The American Counter-Revolution: How Will It Affect Immigrant Rights?

by Roger Algase

In 1776, the United States of America was established and it fought a revolutionary war of independence based on the principles of equality and democracy of all people, most of all through the right to vote, without which democracy cannot exist. The entire history of America from then until now has been one of extending these two principles to apply to more and more people, such as African- Americans after the Civil War and women in the early 20th century. 

In 1965, the federal Voting Rights Act outlawed the most egregious forms of discrimination against African-American voters in the South, and ever since, most or all of the states have taken action making it easier and easier to vote - through early voting, absentee ballots, same day registration, extension of voting hours and similar means.

This extension of democracy to US citizens has gone hand in hand with an increased openness to people from all over the world to live in America and become part of our society. True, the road toward increased tolerance and diversity through immigration has been a ***py one and there have been setbacks, just as there have been setbacks with ensuring access to the ballot for all American citizens. 

But it is no coincidence that in 1965, the same year that the Voting Rights Act was signed into law, the most sweeping immigration reform in US history was enacted - one which swept away the racially discriminatory legacy of the "national origins" immigration law of 1924 as well as the Chinese exclusion laws.

But now, one of America's two major parties, a party which had been in large part opposed to both voting rights and immigration reform in the first place, is now trying to turn the clock back on both immigration and on voting rights for US citizens. The first of these efforts, exemplified by harsh anti-immigrant laws in Arizona, Alabama and other states, some but not all provisions of which have been struck down by the Supreme Court, was meant to be a blow against America's tradition of tolerance and diversity. 

Enacting draconian anti-immigrant laws in order to turn America into a whites only, two-tiered, society, inspired at least in principle by the South African Apartheid slogan "Die blanke moet baas blij" ("The white man must keep on being the ruler"), is a blow against America's leadership, its greatness, and its ability to gain respect thoughout the world as a beacon of hope and opportunity for everyone who wishes to and is able to contribute to our society.

But turning the clock back on voting rights for US citizens is a dagger poised at the heart of America itself. Yet that is exactly what the party of Abraham Lincoln, of Theodore Roosevelt and, yes, even of Barry Goldwater and Ronald Reagan, is trying to do to our country, not only in the South, but in traditionally more liberal states such as Ohio and Pennsylvania.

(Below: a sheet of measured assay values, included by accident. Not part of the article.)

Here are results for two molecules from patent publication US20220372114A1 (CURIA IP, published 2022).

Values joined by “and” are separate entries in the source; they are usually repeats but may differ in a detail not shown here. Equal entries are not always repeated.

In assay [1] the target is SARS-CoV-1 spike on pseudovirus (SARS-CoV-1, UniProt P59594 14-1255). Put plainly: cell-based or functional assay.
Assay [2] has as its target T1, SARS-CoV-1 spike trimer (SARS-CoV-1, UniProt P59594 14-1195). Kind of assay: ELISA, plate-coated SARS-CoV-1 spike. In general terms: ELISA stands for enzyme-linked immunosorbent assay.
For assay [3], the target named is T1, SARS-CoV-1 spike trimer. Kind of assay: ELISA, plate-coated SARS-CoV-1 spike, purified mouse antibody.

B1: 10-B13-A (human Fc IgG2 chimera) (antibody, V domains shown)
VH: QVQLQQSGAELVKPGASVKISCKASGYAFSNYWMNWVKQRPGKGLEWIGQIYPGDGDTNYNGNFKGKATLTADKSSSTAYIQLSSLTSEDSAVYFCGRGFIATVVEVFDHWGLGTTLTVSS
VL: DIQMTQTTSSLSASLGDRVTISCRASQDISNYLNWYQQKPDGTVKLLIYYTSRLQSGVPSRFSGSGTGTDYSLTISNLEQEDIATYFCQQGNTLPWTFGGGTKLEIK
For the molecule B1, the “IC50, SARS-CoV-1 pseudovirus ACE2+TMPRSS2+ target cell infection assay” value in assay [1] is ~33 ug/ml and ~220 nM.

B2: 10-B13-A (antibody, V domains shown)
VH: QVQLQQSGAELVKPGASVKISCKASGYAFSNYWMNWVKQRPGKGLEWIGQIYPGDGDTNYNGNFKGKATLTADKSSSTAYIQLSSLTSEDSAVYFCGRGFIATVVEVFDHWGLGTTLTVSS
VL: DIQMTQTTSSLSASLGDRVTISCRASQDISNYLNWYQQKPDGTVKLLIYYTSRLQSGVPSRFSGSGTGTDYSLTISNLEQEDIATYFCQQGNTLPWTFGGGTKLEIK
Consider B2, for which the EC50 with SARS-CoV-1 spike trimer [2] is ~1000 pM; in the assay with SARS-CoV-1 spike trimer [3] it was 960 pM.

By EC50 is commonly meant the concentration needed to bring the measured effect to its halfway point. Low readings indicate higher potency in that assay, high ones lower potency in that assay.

In Ohio, the Republican Secretary of State, Jon Husted, has ostensibly given up on an attempt to discriminate against African-American and other minority voters by other Republican officials who were planning to allow evening and weekend early voting hours in two large Republican -leaning counties, but not two large Democratic-leaning ones with big African-American populations. 

Secretary Husted has now decreed equal voting hours across the entire state. But is this really a complete victory for voting rights? Husted has effectively cancelled most evening and weekend early voting hours. This will favor rich white suburbanites who are likely to have more choice over their work schedules so they can get to the polls during regular hours. It will put African-American working people who have less control over their schedules at a great disadvantage. So much for American democracy, Ohio Republican-style, circa AD 2012.

In Pennsylvania, on August 15, the same day that President Obama's historic but also limited and risky (what happens to people who have already applied if Romney wins?) "Deferred Action" initiative for DREAMERS began to go into effect, Pennsylvania State Judge Robert Simpson issued a decision in favor of that state's restrictive voter photo ID law which may go down in US judicial history as one of the most blatantly partisan decisions ever issued.

In refusing a preliminary injunction against the law, Judge Simpson adopted a "see no evil, hear no evil" position which, relying on  the fact that the law did not discriminate on its face (i.e. did not say that only black or Latino voters need the state issued ID), ignored a mountain of evidence that the law was not intended to serve any legitimate purpose, but only to keep minority voters away from the polls.

In effect, Judge Simpson's 70- page decision can be summed up in two words "trust me" - "me" being the very state officials who have the most interest in keeping minority voters away from the polls - to administer the law in a way so that no legitimate voter is deprived of the right to vote. The decision is now being appealed to the Pennsylvania Supreme Court, which is made up of three Democrats and three Republicans.

It will take the votes of four judges to overturn the decision. Guess how likely that is. If Romney wins Pennsylvania because hundreds of thousands of minority voters are turned away from the polls, he will very likely become the next president. America's counter-revolution against immigration, and against democracy itself, will move ahead.

About The Author

Roger Algase is a graduate of Harvard College and Harvard Law School. He has been practicing business immigration law in New York City for more than 20 years

The opinions expressed in this article are those of the author(s) alone and should not be imputed to ILW.COM.